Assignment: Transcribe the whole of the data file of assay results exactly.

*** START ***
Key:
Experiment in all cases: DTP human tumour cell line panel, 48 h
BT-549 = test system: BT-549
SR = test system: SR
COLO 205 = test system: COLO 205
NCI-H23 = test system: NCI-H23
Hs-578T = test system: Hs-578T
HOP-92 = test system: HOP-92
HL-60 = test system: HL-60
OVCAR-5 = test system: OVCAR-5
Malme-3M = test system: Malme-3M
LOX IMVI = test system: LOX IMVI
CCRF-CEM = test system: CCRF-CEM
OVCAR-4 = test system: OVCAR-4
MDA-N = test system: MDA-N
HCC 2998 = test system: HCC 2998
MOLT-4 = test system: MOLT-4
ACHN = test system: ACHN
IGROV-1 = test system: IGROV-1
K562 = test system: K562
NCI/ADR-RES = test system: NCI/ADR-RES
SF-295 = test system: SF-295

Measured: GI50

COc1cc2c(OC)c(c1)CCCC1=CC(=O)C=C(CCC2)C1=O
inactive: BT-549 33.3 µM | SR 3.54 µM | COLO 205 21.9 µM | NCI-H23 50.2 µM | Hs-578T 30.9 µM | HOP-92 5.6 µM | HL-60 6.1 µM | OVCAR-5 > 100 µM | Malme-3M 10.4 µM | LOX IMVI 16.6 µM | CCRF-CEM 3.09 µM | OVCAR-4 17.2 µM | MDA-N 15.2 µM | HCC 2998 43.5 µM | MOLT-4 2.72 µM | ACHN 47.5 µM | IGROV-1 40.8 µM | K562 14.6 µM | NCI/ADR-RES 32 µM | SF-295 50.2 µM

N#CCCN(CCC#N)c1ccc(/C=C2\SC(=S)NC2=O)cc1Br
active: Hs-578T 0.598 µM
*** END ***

Key:
Experiment in all cases: DTP human tumour cell line panel, 48 h
BT-549 = test system: BT-549
SR = test system: SR
COLO 205 = test system: COLO 205
NCI-H23 = test system: NCI-H23
Hs-578T = test system: Hs-578T
HOP-92 = test system: HOP-92
HL-60 = test system: HL-60
OVCAR-5 = test system: OVCAR-5
Malme-3M = test system: Malme-3M
LOX IMVI = test system: LOX IMVI
CCRF-CEM = test system: CCRF-CEM
OVCAR-4 = test system: OVCAR-4
MDA-N = test system: MDA-N
HCC 2998 = test system: HCC 2998
MOLT-4 = test system: MOLT-4
ACHN = test system: ACHN
IGROV-1 = test system: IGROV-1
K562 = test system: K562
NCI/ADR-RES = test system: NCI/ADR-RES
SF-295 = test system: SF-295

Measured: GI50

COc1cc2c(OC)c(c1)CCCC1=CC(=O)C=C(CCC2)C1=O
inactive: BT-549 33.3 µM | SR 3.54 µM | COLO 205 21.9 µM | NCI-H23 50.2 µM | Hs-578T 30.9 µM | HOP-92 5.6 µM | HL-60 6.1 µM | OVCAR-5 > 100 µM | Malme-3M 10.4 µM | LOX IMVI 16.6 µM | CCRF-CEM 3.09 µM | OVCAR-4 17.2 µM | MDA-N 15.2 µM | HCC 2998 43.5 µM | MOLT-4 2.72 µM | ACHN 47.5 µM | IGROV-1 40.8 µM | K562 14.6 µM | NCI/ADR-RES 32 µM | SF-295 50.2 µM

N#CCCN(CCC#N)c1ccc(/C=C2\SC(=S)NC2=O)cc1Br
active: Hs-578T 0.598 µM